Work Dress Codes: Questions to Consider - Agendrix (2024)

So you’re a manager and believe dress codes are unnecessary? Are your employees allowed to show up in their pajamas or with dirty hair and fingernails? If not, well, there’s no doubt you at least have an implicit dress code.

I worked in a restaurant a few years ago. As in most chains, there was a mandatory uniform: black pants, white shirt and apron.

Despite instructions being readily available to employees, our manager routinely intervened regarding our appearance. When it wasn’t about non-standard shoes, the manager would take issue with the size of someone’s earrings or something else.

Dress codes cover a multitude of areas, from clothes to hairstyle, from shoes to jewelry, and even nail polish.

This article deals with considerations you might find useful in creating or revising your own dress code.

Why Have a Dress Code Policy?

Dress codes serve many purposes:

  • Brand image;
  • Client-facing presentation;
  • Hygiene and cleanliness; and
  • Workplace safety.

Essentially, dress codes function as boundaries that eliminate gray areas.

Uniforms and Dress Codes: What’s the Difference?

Employers have the right to enforce a dress code or, to be even stricter, a uniform. A uniform is a specific, determined article of clothing that everyone has to wear. A dress code is more like a set of standards about personal appearance which dictates what can and can’t be worn. Less stringent than a uniform, a dress code can vary in strictness according to the employer.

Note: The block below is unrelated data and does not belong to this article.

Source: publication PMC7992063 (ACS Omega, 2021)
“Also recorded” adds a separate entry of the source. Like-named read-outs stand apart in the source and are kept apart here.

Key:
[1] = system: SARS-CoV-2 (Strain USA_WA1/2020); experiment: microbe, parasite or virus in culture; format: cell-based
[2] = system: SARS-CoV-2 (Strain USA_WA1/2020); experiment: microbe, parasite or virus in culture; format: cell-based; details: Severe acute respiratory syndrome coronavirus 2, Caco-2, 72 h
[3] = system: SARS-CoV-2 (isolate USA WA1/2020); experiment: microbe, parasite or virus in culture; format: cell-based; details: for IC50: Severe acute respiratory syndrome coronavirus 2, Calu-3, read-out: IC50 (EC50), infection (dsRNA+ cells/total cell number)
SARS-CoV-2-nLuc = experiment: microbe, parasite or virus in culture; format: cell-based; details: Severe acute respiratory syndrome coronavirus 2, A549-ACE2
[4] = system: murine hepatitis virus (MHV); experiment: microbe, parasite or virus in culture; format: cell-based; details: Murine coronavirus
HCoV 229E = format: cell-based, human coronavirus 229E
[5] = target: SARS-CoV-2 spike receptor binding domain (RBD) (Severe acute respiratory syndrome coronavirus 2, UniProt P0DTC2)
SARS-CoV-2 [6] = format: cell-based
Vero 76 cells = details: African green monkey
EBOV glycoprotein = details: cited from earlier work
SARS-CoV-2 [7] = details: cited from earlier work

Some might ask their staff to dress “business casual.” Others may explicitly list acceptable and unacceptable clothes (e.g., no jeans, no low necklines, no pajamas 🤪).

What Image Do You Want to Project?

Every business has two images: the one it wants to project, and the one that it’s actually projecting.

If you want those to be the same, even the most seemingly inconsequential choices must reflect your values as an organization.

If you claim to be open to difference, but all your employees have to have the same haircut and no visible tattoos, you’re not walking the talk. Such an incoherence could put off employees and clients alike. It’s better to be consistent.

Ikea makes inclusion and diversity their hobbyhorse. For the sake of consistency, they require employees to wear jeans and their trademark yellow shirt; but apart from that, everyone can show their colors as they wish. Many employees display tattoos, piercings and dyed hair.

Some Questions to Ask Yourself:

  • What are our values as an organization?
  • Does our dress code reflect these values?
  • Does it match with the values of our target clientele?
  • Are we more conservative or avant-garde?
  • Do we want our employees to be uniform or to show their colors?

What About Your Staff’s Comfort?

Comfort impacts productivity. When it comes to dress codes, two things have to be factored in for comfort: temperature and clothing choices.

Temperature and Energy

It’s said that when it’s too hot, employees will tend to feel more tired; when it’s too cold, they’ll be more restless and distracted.

Superstores where clients shop with their coats on typically keep temperatures very low. Since wearing a coat often isn’t an option for employees who work there, the dress code has to take this into account.

The Consequences of Clothing Choices

The same goes for comfortable clothing options. According to Les effrontés stylist Karine Dubé, who specializes in corporate services, employees have to be comfortable in their clothing to be fully focused and motivated at work. Think about those barmaids who have to work in heels and short skirts.

Some Questions to Consider:

  • Is our uniform adapted to our staff’s various tasks?